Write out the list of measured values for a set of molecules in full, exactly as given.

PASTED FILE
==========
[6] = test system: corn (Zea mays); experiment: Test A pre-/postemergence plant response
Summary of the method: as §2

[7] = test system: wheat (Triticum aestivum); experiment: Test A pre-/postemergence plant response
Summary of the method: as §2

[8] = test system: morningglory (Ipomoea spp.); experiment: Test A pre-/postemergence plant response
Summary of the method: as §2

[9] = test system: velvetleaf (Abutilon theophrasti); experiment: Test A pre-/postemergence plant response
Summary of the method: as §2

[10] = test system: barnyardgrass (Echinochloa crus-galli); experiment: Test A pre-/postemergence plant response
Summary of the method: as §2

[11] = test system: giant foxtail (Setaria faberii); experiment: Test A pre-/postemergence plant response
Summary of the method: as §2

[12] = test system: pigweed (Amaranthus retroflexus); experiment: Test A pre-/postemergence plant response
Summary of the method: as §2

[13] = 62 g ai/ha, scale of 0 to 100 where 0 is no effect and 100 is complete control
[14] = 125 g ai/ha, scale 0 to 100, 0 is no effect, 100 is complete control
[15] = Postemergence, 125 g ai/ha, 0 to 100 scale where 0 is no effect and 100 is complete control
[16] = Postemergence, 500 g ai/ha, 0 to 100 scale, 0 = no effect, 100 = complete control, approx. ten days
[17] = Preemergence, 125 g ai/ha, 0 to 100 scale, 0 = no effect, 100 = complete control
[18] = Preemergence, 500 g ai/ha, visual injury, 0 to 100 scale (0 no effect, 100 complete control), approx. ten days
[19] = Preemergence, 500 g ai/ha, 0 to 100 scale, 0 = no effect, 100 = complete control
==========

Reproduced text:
[6] = test system: corn (Zea mays); experiment: Test A pre-/postemergence plant response
Summary of the method: as §2

[7] = test system: wheat (Triticum aestivum); experiment: Test A pre-/postemergence plant response
Summary of the method: as §2

[8] = test system: morningglory (Ipomoea spp.); experiment: Test A pre-/postemergence plant response
Summary of the method: as §2

[9] = test system: velvetleaf (Abutilon theophrasti); experiment: Test A pre-/postemergence plant response
Summary of the method: as §2

[10] = test system: barnyardgrass (Echinochloa crus-galli); experiment: Test A pre-/postemergence plant response
Summary of the method: as §2

[11] = test system: giant foxtail (Setaria faberii); experiment: Test A pre-/postemergence plant response
Summary of the method: as §2

[12] = test system: pigweed (Amaranthus retroflexus); experiment: Test A pre-/postemergence plant response
Summary of the method: as §2

[13] = 62 g ai/ha, scale of 0 to 100 where 0 is no effect and 100 is complete control
[14] = 125 g ai/ha, scale 0 to 100, 0 is no effect, 100 is complete control
[15] = Postemergence, 125 g ai/ha, 0 to 100 scale where 0 is no effect and 100 is complete control
[16] = Postemergence, 500 g ai/ha, 0 to 100 scale, 0 = no effect, 100 = complete control, approx. ten days
[17] = Preemergence, 125 g ai/ha, 0 to 100 scale, 0 = no effect, 100 = complete control
[18] = Preemergence, 500 g ai/ha, visual injury, 0 to 100 scale (0 no effect, 100 complete control), approx. ten days
[19] = Preemergence, 500 g ai/ha, 0 to 100 scale, 0 = no effect, 100 = complete control